need for independent monitoring of management doesnt arise. Besides that, these small entities often
have simple trading, simple records and limited internal controls which management can anyway override.
In such environments, auditing the financial statements is seen as an unnecessary expense.

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ACCA F8 June 2015 Exam

Chapter 3
AUDITORS RIGHTS, APPOINTMENT,
REMOVAL, RESIGNATION AND
REGULATION
1. Auditors rights and duties
So that they can carry out their duties properly, auditors have very powerful rights. For example:

They have access to all records they require.

They have a right to receive information and explanations of all transactions.

They have a right to attend and receive notice about general meetings and they have right to speak
at general meetings on relevant matters.

A general meeting is where the shareholders of the company come together, and the annual general
meeting ensures that there should be at least one of these meetings every year. The auditors have the right
to receive in advance information about any resolutions that are proposed to be put at these general
meetings. And finally they have the right to require that the companys financial statements should be
presented at the general meeting, otherwise of course if the financial statements contained information
which the directors wanted to keep secret, the directors could delay presenting those.
Their right to be informed about, attend and speak at general meetings gives the auditors an opportunity
to communicate directly with the shareholders by whom they have been appointed and for whom they
are acting.
Typical duties:

To issue an audit report, giving opinions on:


truth and fairness of the Financial Statements
whether the Financial Statements are properly prepared
any other opinions required.

When leaving a client, to issue a Statement of Circumstances

After resignation, to supply information to the new auditors.

An auditor:

Must pass an approved set of professional examinations, set by a Recognised Qualifying Body
(RQB) eg the ACCA

Must become a member (and stay a member!) of a Recognised Supervisory Body (RSB) eg the
ACCA

The auditor must not be a director or employee of the company, or of any associated companies

The auditor must not be an employee or business partner of a director or employee of the company, or
of any associated companies.

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ACCA F8 June 2015 Exam

2. Appointment of auditors
Auditors have to be reappointed by resolution at every annual general meeting. Note that reappointment
is not automatic. This is to prevent the incumbent auditors from simply staying in oce. The requirement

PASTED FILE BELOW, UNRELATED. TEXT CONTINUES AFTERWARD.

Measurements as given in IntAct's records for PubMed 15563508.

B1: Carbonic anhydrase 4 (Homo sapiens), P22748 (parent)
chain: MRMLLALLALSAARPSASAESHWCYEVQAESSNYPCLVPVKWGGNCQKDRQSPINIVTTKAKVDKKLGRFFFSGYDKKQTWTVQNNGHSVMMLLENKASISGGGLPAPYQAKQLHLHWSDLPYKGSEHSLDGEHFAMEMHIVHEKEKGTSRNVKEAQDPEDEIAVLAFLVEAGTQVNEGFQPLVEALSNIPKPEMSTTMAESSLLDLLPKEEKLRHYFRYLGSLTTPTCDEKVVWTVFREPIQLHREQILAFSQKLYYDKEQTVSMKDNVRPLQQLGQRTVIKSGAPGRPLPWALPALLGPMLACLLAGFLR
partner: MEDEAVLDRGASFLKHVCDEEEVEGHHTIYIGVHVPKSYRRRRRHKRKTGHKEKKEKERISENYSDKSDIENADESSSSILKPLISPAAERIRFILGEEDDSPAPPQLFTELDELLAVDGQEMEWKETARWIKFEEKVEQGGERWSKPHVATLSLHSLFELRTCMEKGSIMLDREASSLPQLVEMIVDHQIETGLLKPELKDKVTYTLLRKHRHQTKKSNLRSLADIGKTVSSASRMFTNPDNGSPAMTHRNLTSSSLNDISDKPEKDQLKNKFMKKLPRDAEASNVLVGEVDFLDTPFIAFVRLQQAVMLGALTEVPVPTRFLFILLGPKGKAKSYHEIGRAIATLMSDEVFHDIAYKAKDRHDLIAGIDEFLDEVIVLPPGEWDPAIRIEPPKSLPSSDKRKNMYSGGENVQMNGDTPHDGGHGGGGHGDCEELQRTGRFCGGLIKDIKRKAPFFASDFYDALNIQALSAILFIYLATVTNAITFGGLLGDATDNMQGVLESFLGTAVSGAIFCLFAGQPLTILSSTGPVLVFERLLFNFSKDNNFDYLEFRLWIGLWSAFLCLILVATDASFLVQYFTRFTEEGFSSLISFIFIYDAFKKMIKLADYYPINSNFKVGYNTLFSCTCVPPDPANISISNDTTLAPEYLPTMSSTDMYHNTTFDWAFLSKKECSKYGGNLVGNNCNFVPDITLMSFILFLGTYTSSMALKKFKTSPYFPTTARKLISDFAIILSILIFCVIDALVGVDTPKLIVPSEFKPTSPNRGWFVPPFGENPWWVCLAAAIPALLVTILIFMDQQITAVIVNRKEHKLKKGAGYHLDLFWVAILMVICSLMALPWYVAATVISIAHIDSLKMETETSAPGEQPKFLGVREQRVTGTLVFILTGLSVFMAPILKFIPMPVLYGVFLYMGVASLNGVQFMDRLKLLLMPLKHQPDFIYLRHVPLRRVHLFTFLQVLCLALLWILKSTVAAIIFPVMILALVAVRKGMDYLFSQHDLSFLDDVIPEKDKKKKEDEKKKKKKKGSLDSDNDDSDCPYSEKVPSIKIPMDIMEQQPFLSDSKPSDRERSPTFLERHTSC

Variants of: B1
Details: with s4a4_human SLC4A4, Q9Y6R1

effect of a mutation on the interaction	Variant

for a resolution means that the members have to take positive action to get auditors appointed.
Prior to the first annual general meeting the directors can appoint the first auditors or if an auditor resigns,
for example, because he or she falls ill, the directors can appoint another auditor to fill a casual vacancy.
This appointment will only last till next AGM.
If all else fails, in the UK, the Secretary of State, in other words the government, will ensure that all
companies have an auditor.
The actions that the auditor should take when approached by a potential client are explained later.

3. Resignation of auditors
Auditors can resign by giving written notice and a statement of circumstances to the company.
A statement of circumstances explains why they have resigned. Written notice must also be sent to the
regulatory authority and the members by the company by the company.
The thinking behind the statement of circumstance is that auditors may have resigned because they are
deeply concerned about some aspect of the companys activities. So the statement of circumstances
explains why the auditor has resigned, which could, of course, have been caused by perfectly innocent
reasons, for example that the auditor wishes to cut back on work, or the auditor feels that the company is
now too large for the auditing firm to deal with.
If the auditors are really concerned about the company and thats why they have resigned, they could also
require the directors to call an extraordinary general meeting. The auditors can speak at these meetings,
and therefore they can address the members and explain their concerns and why they have resigned.

4. Removal of auditors
Auditors can be removed from oce. This would normally be at instigation of the directors, but does have
to be ratified by the shareholders. They could be removed from oce for perfectly legitimate reasons.
Perhaps the auditors failed to the find a material fraud in the company and the directors have lost faith in
them, or perhaps the company has now become international and a larger firm of auditors is needed.
However, the big fear is that the auditors were, perhaps, too good, too strict on insisting that certain
aspects of the financial statements should be changed, or perhaps they issued a critical audit report that
the directors didn the accounts.
This is why the auditors are given the right to make representations about why they should stay in oce.
They have to deposit a statement of circumstance at companys oce and this should be sent to the
regulatory authority. The auditors can also receive notices, speak at a general meeting at which the term of
their appointment would have expired. This allows the auditors, if necessary, to explain to shareholders
what has happened and that they may have been removed without due cause.

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ACCA F8 June 2015 Exam

5. Regulation
Auditors are regulated by: